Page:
Watson v. University of Alabama Health Services Foundation, P.C.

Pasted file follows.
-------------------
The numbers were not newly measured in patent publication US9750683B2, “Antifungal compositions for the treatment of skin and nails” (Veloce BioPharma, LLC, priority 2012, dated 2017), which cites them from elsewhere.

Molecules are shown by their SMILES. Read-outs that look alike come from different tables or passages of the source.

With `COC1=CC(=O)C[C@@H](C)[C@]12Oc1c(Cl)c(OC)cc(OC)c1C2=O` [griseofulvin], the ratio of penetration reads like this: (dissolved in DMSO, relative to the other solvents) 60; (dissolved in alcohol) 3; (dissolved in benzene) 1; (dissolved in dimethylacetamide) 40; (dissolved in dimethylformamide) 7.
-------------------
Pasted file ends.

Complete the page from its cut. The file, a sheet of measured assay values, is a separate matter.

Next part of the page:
Homer Watson, as personal representative of the estate of Mary Fejeran, deceased, appealed the grant of summary judgment in a wrongful death action in favor of defendants the University of Alabama Health Services Foundation, P.C., and Graham C. Towns, M.D. The defendants filed a motion for a summary judgment pursuant to Rule 56, Ala. R. Civ. P., on the basis that Watson lacked the representative capacity to bring the wrongful-death action. In support of their summary judgment motion, the defendants attached a copy of a March 24, 2014, final-settlement order indicating that Watson had been discharged as the personal representative of Fejeran's estate. Watson moved the probate court to clarify its March 24, 2014, order or, alternatively, to correct a clerical error in the order pursuant to Rule 60(a), Ala. R. Civ. P. Watson specifically alleged in his motion to clarify and/or to correct that his petition for final settlement sought relief only for liability arising from estate-administration activities and that the petition did not seek closure of the estate or termination of his letters of administration. On the same day, the probate court entered an order, dated March 23, 2017, purporting to clarify and/or to correct its March 24, 2014, order. Based on review of the probate court’s “clarification,” the Alabama Supreme Court concluded Watson was legally discharged as personal representative of Fejeran's estate, lacked the representative capacity to bring the wrongful-death action, therefore the action was therefore a nullity. Accordingly, the summary judgment in favor of the defendants was affirmed. View "Watson v. University of Alabama Health Services Foundation, P.C." on Justia Law